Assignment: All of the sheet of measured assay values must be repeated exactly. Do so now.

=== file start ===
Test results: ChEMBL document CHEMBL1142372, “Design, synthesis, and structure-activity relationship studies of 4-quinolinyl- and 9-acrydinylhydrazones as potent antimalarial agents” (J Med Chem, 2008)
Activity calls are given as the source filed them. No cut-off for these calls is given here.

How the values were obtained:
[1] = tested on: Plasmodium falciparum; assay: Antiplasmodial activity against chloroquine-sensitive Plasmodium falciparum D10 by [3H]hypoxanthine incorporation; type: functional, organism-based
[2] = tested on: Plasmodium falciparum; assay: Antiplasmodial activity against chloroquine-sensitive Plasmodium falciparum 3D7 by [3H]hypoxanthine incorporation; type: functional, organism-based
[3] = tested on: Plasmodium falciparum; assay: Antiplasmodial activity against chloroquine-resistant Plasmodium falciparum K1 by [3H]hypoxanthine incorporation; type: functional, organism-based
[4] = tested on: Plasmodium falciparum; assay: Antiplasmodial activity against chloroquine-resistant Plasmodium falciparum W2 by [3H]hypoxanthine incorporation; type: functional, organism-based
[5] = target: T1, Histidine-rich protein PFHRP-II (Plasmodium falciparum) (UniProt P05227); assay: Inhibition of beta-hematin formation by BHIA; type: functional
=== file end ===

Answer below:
Test results: ChEMBL document CHEMBL1142372, “Design, synthesis, and structure-activity relationship studies of 4-quinolinyl- and 9-acrydinylhydrazones as potent antimalarial agents” (J Med Chem, 2008)
Activity calls are given as the source filed them. No cut-off for these calls is given here.

How the values were obtained:
[1] = tested on: Plasmodium falciparum; assay: Antiplasmodial activity against chloroquine-sensitive Plasmodium falciparum D10 by [3H]hypoxanthine incorporation; type: functional, organism-based
[2] = tested on: Plasmodium falciparum; assay: Antiplasmodial activity against chloroquine-sensitive Plasmodium falciparum 3D7 by [3H]hypoxanthine incorporation; type: functional, organism-based
[3] = tested on: Plasmodium falciparum; assay: Antiplasmodial activity against chloroquine-resistant Plasmodium falciparum K1 by [3H]hypoxanthine incorporation; type: functional, organism-based
[4] = tested on: Plasmodium falciparum; assay: Antiplasmodial activity against chloroquine-resistant Plasmodium falciparum W2 by [3H]hypoxanthine incorporation; type: functional, organism-based
[5] = target: T1, Histidine-rich protein PFHRP-II (Plasmodium falciparum) (UniProt P05227); assay: Inhibition of beta-hematin formation by BHIA; type: functional